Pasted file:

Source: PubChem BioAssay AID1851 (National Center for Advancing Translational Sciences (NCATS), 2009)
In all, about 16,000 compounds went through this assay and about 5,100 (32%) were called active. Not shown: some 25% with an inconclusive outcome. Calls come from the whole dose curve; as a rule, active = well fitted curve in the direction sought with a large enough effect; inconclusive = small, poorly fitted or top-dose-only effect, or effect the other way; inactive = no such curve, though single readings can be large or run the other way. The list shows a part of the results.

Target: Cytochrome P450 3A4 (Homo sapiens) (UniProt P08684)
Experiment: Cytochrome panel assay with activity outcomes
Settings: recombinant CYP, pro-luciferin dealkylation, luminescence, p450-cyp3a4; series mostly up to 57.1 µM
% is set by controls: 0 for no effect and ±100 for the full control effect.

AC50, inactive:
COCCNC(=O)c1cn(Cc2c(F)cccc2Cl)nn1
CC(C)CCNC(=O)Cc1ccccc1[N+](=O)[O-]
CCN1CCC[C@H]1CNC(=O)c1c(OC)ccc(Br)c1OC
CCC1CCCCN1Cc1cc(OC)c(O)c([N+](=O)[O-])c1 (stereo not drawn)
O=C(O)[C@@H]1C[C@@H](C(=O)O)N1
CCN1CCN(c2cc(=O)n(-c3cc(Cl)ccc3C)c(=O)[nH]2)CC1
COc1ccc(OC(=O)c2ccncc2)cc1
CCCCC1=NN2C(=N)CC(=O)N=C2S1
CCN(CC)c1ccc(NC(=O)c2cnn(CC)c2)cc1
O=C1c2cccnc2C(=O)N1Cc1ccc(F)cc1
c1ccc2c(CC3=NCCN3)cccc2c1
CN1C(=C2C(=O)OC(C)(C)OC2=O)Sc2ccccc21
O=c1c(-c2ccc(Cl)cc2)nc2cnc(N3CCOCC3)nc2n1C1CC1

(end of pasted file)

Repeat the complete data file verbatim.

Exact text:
Source: PubChem BioAssay AID1851 (National Center for Advancing Translational Sciences (NCATS), 2009)
In all, about 16,000 compounds went through this assay and about 5,100 (32%) were called active. Not shown: some 25% with an inconclusive outcome. Calls come from the whole dose curve; as a rule, active = well fitted curve in the direction sought with a large enough effect; inconclusive = small, poorly fitted or top-dose-only effect, or effect the other way; inactive = no such curve, though single readings can be large or run the other way. The list shows a part of the results.

Target: Cytochrome P450 3A4 (Homo sapiens) (UniProt P08684)
Experiment: Cytochrome panel assay with activity outcomes
Settings: recombinant CYP, pro-luciferin dealkylation, luminescence, p450-cyp3a4; series mostly up to 57.1 µM
% is set by controls: 0 for no effect and ±100 for the full control effect.

AC50, inactive:
COCCNC(=O)c1cn(Cc2c(F)cccc2Cl)nn1
CC(C)CCNC(=O)Cc1ccccc1[N+](=O)[O-]
CCN1CCC[C@H]1CNC(=O)c1c(OC)ccc(Br)c1OC
CCC1CCCCN1Cc1cc(OC)c(O)c([N+](=O)[O-])c1 (stereo not drawn)
O=C(O)[C@@H]1C[C@@H](C(=O)O)N1
CCN1CCN(c2cc(=O)n(-c3cc(Cl)ccc3C)c(=O)[nH]2)CC1
COc1ccc(OC(=O)c2ccncc2)cc1
CCCCC1=NN2C(=N)CC(=O)N=C2S1
CCN(CC)c1ccc(NC(=O)c2cnn(CC)c2)cc1
O=C1c2cccnc2C(=O)N1Cc1ccc(F)cc1
c1ccc2c(CC3=NCCN3)cccc2c1
CN1C(=C2C(=O)OC(C)(C)OC2=O)Sc2ccccc21
O=c1c(-c2ccc(Cl)cc2)nc2cnc(N3CCOCC3)nc2n1C1CC1